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April 1976

Local Recurrence of Breast Cancer

Author Affiliations

From the departments of surgery (Dr Deck) and pathology (Dr Kern), the Hospital of the Good Samaritan, and the departments of surgery (Dr Deck) and pathology (Dr Kern), University of Southern California School of Medicine, Los Angeles.

Arch Surg. 1976;111(4):323-325. doi:10.1001/archsurg.1976.01360220019002

• Pathologic and surgical aspects of 1,027 breast cancer cases treated between 1961 and 1972 were reviewed. Sixty-eight (7%) of the cases recurred locally. This low rate of recurrence is associated with the small average diameter of 2.7 cm of all carcinomas and the correspondingly low rate of axillary lymph node metastasis of 40%. Subsequently recurring tumors had a higher incidence of axillary lymph node metastasis (68%).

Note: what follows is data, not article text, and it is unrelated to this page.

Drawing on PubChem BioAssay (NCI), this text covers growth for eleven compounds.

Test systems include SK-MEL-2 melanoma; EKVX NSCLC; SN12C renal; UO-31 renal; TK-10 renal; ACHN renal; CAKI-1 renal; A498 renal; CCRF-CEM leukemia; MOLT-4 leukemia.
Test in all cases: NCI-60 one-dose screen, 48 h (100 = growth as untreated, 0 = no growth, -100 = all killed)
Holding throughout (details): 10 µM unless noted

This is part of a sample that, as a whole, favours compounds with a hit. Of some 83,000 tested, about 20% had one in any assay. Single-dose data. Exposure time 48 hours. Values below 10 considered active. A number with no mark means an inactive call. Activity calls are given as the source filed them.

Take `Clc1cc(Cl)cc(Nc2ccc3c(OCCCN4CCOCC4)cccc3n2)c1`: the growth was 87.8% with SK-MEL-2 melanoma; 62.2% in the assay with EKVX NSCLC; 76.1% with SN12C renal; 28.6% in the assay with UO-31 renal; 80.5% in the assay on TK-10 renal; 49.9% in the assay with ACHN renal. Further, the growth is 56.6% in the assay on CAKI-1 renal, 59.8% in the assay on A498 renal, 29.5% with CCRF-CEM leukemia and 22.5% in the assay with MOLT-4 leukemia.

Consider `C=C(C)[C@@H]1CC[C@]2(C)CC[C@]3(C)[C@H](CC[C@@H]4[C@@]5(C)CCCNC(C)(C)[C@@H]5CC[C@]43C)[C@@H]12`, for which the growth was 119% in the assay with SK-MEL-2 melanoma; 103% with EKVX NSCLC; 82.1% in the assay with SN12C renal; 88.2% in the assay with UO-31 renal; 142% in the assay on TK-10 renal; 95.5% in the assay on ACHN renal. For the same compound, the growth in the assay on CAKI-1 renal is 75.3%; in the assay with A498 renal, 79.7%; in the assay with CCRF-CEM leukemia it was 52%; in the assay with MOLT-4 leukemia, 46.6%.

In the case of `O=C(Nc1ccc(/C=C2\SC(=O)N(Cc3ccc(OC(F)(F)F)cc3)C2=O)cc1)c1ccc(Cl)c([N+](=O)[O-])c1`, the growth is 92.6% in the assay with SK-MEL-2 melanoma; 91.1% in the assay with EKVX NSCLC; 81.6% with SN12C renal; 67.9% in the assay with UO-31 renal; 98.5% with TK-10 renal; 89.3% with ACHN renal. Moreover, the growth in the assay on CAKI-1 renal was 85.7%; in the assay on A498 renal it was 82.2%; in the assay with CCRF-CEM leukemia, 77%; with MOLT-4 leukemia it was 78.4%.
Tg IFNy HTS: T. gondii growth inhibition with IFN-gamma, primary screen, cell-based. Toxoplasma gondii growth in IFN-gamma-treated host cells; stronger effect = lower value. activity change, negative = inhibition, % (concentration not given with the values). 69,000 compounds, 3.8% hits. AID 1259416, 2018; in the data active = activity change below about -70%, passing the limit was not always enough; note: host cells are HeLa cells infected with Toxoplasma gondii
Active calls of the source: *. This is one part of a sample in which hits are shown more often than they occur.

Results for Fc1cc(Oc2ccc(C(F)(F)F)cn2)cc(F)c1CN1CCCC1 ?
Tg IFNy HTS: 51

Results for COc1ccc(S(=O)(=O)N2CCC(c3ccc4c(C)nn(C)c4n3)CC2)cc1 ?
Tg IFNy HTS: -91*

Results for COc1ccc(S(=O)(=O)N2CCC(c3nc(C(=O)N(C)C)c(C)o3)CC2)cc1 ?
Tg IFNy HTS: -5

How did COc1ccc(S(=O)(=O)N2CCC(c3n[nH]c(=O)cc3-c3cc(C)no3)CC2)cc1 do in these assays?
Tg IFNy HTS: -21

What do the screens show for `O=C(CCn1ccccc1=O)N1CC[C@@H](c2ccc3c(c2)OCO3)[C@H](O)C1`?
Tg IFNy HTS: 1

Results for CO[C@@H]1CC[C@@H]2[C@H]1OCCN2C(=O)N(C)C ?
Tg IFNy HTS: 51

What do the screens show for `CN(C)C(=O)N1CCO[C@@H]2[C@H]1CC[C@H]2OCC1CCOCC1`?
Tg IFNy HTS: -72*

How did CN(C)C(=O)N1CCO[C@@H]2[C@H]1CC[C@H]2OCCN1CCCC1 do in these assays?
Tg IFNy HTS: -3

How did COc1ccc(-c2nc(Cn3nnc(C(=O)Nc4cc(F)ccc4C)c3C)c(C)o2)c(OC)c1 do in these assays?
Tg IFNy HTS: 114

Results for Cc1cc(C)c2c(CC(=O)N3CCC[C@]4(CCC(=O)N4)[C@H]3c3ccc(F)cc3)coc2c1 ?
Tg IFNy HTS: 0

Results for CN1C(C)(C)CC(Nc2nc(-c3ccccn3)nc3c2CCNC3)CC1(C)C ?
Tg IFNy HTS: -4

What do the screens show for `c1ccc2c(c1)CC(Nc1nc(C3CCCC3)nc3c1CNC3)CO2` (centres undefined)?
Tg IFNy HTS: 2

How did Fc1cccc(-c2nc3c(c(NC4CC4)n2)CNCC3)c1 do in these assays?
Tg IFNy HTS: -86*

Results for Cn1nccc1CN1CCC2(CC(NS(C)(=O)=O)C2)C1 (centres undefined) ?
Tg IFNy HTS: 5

Eight hundred eighty-eight infiltrating duct carcinomas represented the largest group of cases and had a recurrence rate of 5.7%. Comedo, infiltrating papillary, and infiltrating lobular carcinomas recurred locally more frequently, but none of 26 mucinous carcinomas recurred. In eight cases, the recurrent tumor was of a more malignant histologic type than the primary lesion.

The average width of the excised segments of skin decreased from 9.8 cm during the first three-year period (1961 to 1963) to 8.4 cm during the last period (1970 to 1972). The average width for the entire period was 9.1 cm, identical for locally recurring and nonrecurring tumors.

(Arch Surg 111:323-325, 1976)